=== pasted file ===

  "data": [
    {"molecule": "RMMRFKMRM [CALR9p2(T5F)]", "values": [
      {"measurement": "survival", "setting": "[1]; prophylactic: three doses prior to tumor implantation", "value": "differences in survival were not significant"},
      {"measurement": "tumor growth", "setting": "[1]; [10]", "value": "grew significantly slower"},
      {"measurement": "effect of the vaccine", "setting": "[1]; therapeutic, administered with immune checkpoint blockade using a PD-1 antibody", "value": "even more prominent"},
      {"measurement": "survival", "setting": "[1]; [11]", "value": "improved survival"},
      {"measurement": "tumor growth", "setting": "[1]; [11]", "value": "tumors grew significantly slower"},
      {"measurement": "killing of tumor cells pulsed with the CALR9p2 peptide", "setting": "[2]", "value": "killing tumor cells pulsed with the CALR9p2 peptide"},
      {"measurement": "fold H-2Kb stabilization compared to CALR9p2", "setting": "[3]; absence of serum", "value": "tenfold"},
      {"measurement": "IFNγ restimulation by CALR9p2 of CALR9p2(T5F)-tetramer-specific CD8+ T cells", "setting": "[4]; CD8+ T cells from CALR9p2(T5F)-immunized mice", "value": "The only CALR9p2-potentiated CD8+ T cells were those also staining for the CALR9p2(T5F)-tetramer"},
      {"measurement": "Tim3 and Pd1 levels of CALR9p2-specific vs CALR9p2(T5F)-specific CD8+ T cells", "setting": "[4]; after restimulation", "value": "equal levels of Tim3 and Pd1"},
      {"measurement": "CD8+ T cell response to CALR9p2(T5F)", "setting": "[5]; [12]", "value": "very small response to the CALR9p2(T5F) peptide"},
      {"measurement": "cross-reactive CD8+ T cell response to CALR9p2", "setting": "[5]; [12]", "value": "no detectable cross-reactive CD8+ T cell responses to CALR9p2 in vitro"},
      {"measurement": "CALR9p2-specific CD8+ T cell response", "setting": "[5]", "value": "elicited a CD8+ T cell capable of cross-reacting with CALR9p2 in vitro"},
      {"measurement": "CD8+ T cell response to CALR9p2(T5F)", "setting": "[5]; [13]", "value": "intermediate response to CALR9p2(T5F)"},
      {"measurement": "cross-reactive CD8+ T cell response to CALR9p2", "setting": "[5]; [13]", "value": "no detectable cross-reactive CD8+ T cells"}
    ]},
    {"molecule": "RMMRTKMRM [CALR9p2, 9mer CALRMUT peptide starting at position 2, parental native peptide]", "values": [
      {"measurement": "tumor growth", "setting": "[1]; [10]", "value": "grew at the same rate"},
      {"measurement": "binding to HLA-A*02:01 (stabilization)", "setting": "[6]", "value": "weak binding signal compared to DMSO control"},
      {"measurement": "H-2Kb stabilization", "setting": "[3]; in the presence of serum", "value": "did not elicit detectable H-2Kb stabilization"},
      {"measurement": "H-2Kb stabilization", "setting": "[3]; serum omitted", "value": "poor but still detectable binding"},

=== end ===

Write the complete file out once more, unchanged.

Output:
  "data": [
    {"molecule": "RMMRFKMRM [CALR9p2(T5F)]", "values": [
      {"measurement": "survival", "setting": "[1]; prophylactic: three doses prior to tumor implantation", "value": "differences in survival were not significant"},
      {"measurement": "tumor growth", "setting": "[1]; [10]", "value": "grew significantly slower"},
      {"measurement": "effect of the vaccine", "setting": "[1]; therapeutic, administered with immune checkpoint blockade using a PD-1 antibody", "value": "even more prominent"},
      {"measurement": "survival", "setting": "[1]; [11]", "value": "improved survival"},
      {"measurement": "tumor growth", "setting": "[1]; [11]", "value": "tumors grew significantly slower"},
      {"measurement": "killing of tumor cells pulsed with the CALR9p2 peptide", "setting": "[2]", "value": "killing tumor cells pulsed with the CALR9p2 peptide"},
      {"measurement": "fold H-2Kb stabilization compared to CALR9p2", "setting": "[3]; absence of serum", "value": "tenfold"},
      {"measurement": "IFNγ restimulation by CALR9p2 of CALR9p2(T5F)-tetramer-specific CD8+ T cells", "setting": "[4]; CD8+ T cells from CALR9p2(T5F)-immunized mice", "value": "The only CALR9p2-potentiated CD8+ T cells were those also staining for the CALR9p2(T5F)-tetramer"},
      {"measurement": "Tim3 and Pd1 levels of CALR9p2-specific vs CALR9p2(T5F)-specific CD8+ T cells", "setting": "[4]; after restimulation", "value": "equal levels of Tim3 and Pd1"},
      {"measurement": "CD8+ T cell response to CALR9p2(T5F)", "setting": "[5]; [12]", "value": "very small response to the CALR9p2(T5F) peptide"},
      {"measurement": "cross-reactive CD8+ T cell response to CALR9p2", "setting": "[5]; [12]", "value": "no detectable cross-reactive CD8+ T cell responses to CALR9p2 in vitro"},
      {"measurement": "CALR9p2-specific CD8+ T cell response", "setting": "[5]", "value": "elicited a CD8+ T cell capable of cross-reacting with CALR9p2 in vitro"},
      {"measurement": "CD8+ T cell response to CALR9p2(T5F)", "setting": "[5]; [13]", "value": "intermediate response to CALR9p2(T5F)"},
      {"measurement": "cross-reactive CD8+ T cell response to CALR9p2", "setting": "[5]; [13]", "value": "no detectable cross-reactive CD8+ T cells"}
    ]},
    {"molecule": "RMMRTKMRM [CALR9p2, 9mer CALRMUT peptide starting at position 2, parental native peptide]", "values": [
      {"measurement": "tumor growth", "setting": "[1]; [10]", "value": "grew at the same rate"},
      {"measurement": "binding to HLA-A*02:01 (stabilization)", "setting": "[6]", "value": "weak binding signal compared to DMSO control"},
      {"measurement": "H-2Kb stabilization", "setting": "[3]; in the presence of serum", "value": "did not elicit detectable H-2Kb stabilization"},
      {"measurement": "H-2Kb stabilization", "setting": "[3]; serum omitted", "value": "poor but still detectable binding"},